To witness an orchestral concert in Kansas City is kind of a special event these days, for a number of reasons, not the least of which is their two-year-old, world-class concert space Helzberg Hall. The architecture of the Kauffman Center which houses the new hall is stunning, and dominates the city skyline, rising powerfully out of the earth with bold vertical lines arcing upwards. For many of Kansas City’s residents, the hall has already become a landmark, and it has succeeded in making symphonic concerts popular social events.

Kansas City Symphony © Chris Lee
Kansas City Symphony
© Chris Lee

A great hall needs a great orchestra, and the Kansas City Symphony does not fail to deliver. When the Chicago Symphony embarked on their first European tour in 1971, they surprised the world with the revelation that some of the greatest playing on the globe was happening in America’s Midwest. The KC Symphony is one of these great orchestras, with a young, athletic base of musicians, many of whom have recently been grabbed up by orchestras such as the Chicago Symphony and the Metropolitan Opera.

Tonight’s concert of Chopin and Berlioz was led by the German–Japanese conductor Jun Märkl. Up first was Stravinsky’s arrangement of Chopin’s Nocturne in A flat Major, Op. 32 no. 1. This was an unusual arrangement – Beethoven almost certainly wrote his piano music with orchestral sounds in mind, whereas Chopin’s music is more pianistic. Nevertheless, Stravinsky drew from the score many interesting colors, writing virtuosically for the orchestra, often placing Chopin’s delicate ornamentation into solo voices. The constant ebb and flow of Chopin’s rubato couldn’t be fully realized in earnest, however, due to the relative inflexibility of an orchestra as compared to one performer.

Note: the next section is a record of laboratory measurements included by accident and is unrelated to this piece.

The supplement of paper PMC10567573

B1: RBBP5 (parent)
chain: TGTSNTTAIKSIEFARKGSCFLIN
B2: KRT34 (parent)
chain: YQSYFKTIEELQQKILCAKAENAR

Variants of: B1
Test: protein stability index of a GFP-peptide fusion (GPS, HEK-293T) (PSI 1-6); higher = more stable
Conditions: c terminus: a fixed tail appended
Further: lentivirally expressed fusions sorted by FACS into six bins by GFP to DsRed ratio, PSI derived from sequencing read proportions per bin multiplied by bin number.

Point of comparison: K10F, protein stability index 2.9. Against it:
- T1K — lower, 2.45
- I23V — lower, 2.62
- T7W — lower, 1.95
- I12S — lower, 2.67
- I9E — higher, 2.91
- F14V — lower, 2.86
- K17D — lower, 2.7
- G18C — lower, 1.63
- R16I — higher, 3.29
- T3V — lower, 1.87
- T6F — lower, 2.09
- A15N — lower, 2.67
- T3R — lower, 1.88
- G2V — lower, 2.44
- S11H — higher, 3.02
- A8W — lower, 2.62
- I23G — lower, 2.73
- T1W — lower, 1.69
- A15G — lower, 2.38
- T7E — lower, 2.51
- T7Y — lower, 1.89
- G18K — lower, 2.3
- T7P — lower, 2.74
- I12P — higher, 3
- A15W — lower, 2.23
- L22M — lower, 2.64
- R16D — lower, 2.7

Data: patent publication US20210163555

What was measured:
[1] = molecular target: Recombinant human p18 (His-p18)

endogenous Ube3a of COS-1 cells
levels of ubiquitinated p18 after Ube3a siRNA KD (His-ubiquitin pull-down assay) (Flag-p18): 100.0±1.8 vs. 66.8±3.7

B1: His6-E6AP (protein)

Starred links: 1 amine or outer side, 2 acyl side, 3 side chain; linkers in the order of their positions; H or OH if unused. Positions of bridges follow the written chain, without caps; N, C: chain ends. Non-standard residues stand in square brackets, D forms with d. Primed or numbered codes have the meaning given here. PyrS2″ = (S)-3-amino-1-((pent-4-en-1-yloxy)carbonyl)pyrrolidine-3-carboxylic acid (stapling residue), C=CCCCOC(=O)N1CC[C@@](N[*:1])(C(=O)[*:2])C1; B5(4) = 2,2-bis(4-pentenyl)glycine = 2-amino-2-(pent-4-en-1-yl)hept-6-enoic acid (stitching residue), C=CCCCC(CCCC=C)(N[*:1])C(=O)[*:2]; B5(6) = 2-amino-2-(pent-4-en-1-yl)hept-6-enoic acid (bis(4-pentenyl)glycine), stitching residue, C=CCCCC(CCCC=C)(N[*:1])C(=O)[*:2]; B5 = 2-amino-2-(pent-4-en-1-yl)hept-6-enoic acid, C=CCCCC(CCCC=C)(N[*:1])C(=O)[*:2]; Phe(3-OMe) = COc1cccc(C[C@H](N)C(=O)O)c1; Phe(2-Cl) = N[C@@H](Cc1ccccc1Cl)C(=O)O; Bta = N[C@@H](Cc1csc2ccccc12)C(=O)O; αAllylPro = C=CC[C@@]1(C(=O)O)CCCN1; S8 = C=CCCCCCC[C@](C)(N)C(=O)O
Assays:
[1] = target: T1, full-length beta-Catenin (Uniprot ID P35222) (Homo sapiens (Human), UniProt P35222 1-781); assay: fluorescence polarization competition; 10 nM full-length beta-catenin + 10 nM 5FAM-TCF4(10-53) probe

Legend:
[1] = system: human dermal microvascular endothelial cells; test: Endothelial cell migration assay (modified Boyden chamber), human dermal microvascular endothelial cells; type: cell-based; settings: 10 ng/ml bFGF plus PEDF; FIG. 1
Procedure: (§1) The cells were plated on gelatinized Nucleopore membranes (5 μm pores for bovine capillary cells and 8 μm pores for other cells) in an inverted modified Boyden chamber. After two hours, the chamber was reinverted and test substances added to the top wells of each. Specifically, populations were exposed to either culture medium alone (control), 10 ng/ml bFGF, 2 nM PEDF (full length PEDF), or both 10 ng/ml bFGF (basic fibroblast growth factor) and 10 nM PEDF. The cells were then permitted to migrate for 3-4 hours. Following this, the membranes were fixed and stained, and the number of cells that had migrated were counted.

Tonight’s piano soloist for Chopin’s Piano Concerto no. 2 in F minor, Ran Dank, was a stand-in after the scheduled soloist became ill. Conductor Jun Märkl was a careful, sensitive accompanist, no doubt from his years of opera conducing, and worked with a nuanced fluidity which inspired the warmest of sounds from the orchestra. His beat was well ahead of the sound, in the European fashion – a style which can disorient many American orchestras, but the Kansas City Symphony adapted wonderfully. Dank played with a calm serenity and control through Chopin’s landscape of hyper-ornamented music, built from relatively simple melodic strands out of which constantly blossom delicate embellishments. Visual communication was very effective between Dank, Märkl and concertmaster Noah Geller, their connection forming a kind of triangular sight line which fueled the orchestra’s confidence.

The second half of the concert featured the extravagant and eccentric Symphonie Fantastique of Berlioz. The story of the shocking première of Stravinsky’s Rite of Spring is told and retold to the point of mythification, though this tone poem of Hector Berlioz, this wild fantasy, written all the way back in 1830, must have also sounded so incredibly new and outlandish to the ears of the day. Beethoven had died a mere three years before, and this music can scarcely be compared to that master’s. This was program music, but more than that, it was wild fantasy unleashed, a kind of unfettered emotional outburst which wouldn’t meet its match until Tchaikovsky. Fraught with impassioned love and bizarre hallucinations, this score also contains some of the most difficult solos and ensemble playing in the repertoire.

Märkl and the Kansas City Symphony did well to embody that surge of emotions that Berlioz tried to display. The waltz movement settled into a brisk and almost breathless tempo, though sadly the famed harp duet was too soft to be heard. The musicians played with absolute athleticism, and a sound ranging from vibrant and sinewy to deep and rich, with some stunning solos from the E flat clarinet, English horn and the entire bassoon section.

The raw talent of the orchestra was laid bare, and the audience loved all of it, offering a long, warm round of applause. It is encouraging to know that wherever art is supported, it will thrive. Kansas City has built this institution out of pure love for music, and its success is well deserved.

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